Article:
While conventional methods of transport infrastructure assessment focus on benefits such as reduced travel time, improved travel reliability and a reduction in negative externalities such as noise and air pollution, they do not consider the economic (and related taxation) impacts of an investment on the wider economy. Such benefits can be substantial and have a dramatic effect on the benefit-cost ratios (BCRs) of projects and the decision on whether they should be built.
- Agglomeration Economies: When workers and firms have better access to one another there are economies of scale and scope that increase the productivity of existing workers. Agglomeration economies are why cities exist, and some of the benefits include thicker labour markets, better access to suppliers and customers, and the spillover and cross-fertilisation or knowledge and ideas.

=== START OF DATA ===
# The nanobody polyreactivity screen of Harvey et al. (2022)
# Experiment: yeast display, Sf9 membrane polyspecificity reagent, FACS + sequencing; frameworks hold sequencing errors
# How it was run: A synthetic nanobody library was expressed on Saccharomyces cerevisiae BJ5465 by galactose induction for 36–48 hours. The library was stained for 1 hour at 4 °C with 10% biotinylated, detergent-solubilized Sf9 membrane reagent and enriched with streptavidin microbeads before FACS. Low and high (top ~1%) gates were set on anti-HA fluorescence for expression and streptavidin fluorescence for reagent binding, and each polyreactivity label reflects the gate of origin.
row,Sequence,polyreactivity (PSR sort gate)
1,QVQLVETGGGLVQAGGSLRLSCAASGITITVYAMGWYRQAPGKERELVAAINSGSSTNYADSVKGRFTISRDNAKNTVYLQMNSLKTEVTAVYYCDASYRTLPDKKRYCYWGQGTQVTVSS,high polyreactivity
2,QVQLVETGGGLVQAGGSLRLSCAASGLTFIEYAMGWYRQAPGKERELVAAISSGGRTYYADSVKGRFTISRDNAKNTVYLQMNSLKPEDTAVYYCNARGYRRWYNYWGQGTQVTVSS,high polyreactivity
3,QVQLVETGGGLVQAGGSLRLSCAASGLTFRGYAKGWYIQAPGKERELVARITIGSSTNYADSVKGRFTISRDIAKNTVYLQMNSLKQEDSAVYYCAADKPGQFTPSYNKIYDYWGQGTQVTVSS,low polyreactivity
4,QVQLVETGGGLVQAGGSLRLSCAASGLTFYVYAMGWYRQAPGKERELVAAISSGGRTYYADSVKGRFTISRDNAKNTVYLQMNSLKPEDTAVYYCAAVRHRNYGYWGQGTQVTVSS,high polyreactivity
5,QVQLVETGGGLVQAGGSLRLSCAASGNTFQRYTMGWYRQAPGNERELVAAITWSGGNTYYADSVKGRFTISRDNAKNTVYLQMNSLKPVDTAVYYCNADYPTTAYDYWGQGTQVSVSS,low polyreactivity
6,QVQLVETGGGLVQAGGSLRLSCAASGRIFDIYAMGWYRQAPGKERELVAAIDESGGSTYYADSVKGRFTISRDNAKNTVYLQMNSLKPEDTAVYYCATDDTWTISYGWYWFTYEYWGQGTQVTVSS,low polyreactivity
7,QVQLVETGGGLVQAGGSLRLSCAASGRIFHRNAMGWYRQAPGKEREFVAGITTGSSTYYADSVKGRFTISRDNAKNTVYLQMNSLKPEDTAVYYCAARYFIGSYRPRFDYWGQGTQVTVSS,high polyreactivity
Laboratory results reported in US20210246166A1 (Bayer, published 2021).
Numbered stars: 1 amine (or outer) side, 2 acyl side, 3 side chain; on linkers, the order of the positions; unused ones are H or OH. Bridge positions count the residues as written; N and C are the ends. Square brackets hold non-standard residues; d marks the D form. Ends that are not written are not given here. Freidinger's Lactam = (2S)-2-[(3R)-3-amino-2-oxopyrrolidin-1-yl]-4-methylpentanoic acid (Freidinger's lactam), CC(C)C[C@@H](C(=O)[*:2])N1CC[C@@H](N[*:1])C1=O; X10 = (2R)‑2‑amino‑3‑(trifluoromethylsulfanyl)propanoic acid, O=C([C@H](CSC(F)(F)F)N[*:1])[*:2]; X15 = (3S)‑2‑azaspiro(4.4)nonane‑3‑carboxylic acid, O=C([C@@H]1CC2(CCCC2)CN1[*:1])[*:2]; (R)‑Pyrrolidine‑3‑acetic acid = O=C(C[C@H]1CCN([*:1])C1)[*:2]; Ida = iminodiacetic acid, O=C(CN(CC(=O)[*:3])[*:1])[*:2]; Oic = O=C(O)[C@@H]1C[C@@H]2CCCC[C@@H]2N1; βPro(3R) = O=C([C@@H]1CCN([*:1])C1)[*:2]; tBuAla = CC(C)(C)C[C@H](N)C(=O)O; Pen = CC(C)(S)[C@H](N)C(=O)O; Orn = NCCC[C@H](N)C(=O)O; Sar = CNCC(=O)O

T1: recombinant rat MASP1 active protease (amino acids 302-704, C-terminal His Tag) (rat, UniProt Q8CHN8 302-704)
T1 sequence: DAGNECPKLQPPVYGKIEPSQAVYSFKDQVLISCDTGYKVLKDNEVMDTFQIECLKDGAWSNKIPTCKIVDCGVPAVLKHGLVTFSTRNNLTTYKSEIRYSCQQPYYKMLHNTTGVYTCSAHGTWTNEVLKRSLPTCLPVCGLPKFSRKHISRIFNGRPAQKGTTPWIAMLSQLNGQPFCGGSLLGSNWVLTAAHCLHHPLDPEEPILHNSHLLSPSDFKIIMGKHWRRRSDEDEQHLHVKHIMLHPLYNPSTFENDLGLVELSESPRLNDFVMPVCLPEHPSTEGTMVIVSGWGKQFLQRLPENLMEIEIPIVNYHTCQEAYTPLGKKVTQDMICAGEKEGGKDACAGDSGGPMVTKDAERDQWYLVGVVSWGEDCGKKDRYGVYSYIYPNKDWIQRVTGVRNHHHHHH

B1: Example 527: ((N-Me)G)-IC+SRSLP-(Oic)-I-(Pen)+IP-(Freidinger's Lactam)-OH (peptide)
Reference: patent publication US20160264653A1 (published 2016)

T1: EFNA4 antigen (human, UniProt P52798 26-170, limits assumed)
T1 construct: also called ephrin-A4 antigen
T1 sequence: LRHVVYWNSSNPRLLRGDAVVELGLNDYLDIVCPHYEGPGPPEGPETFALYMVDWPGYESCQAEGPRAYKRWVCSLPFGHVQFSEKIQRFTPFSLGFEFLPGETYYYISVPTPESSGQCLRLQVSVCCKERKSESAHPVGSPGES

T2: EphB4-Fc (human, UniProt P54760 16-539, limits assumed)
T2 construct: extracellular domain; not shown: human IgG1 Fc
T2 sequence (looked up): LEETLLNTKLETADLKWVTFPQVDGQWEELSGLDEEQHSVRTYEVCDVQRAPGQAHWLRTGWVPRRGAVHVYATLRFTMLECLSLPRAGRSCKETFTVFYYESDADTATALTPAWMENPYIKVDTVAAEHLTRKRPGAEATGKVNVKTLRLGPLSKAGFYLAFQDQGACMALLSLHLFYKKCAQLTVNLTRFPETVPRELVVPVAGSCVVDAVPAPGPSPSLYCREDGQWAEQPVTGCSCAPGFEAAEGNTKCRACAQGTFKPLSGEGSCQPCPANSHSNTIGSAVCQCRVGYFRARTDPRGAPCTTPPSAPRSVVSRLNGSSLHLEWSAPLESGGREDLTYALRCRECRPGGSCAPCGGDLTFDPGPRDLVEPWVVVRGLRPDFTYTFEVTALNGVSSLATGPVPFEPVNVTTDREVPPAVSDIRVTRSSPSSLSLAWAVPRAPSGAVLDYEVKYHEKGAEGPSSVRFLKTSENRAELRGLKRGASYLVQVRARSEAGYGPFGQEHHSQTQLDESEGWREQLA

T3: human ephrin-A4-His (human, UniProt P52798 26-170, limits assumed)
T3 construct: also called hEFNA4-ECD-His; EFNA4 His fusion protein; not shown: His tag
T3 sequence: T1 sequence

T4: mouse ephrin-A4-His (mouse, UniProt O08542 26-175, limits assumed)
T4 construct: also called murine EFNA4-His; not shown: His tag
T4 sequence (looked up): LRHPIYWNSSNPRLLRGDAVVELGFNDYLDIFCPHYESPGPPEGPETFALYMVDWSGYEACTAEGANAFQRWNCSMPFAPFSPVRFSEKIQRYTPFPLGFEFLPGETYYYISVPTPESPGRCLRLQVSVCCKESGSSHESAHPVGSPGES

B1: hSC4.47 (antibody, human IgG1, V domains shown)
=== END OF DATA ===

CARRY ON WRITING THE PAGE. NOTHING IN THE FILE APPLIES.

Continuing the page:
- Move to More Productive Jobs: Transport projects can lead individuals to take on more productive and higher paying jobs by increasing the development capacity of land in areas where the most valuable jobs are located, such as the CBD, and making these locations more accessible.
- Increase Labour Force Participation: By reducing the generalised cost of travel, transport investments can cause individuals to re-enter the workforce, such as those who had previously retired or stopped working to raise children or look after family.
- Increased Output in Imperfectly Competitive Markets: When firms experience a reduction in travel time a corresponding increase in output can be expected. While firms in imperfectly competitive markets receive a benefit on each additional unit of output equalling their price-cost margin, traditional assessments of transport projects overlook this benefit while only looking at the savings in the production of these additional units.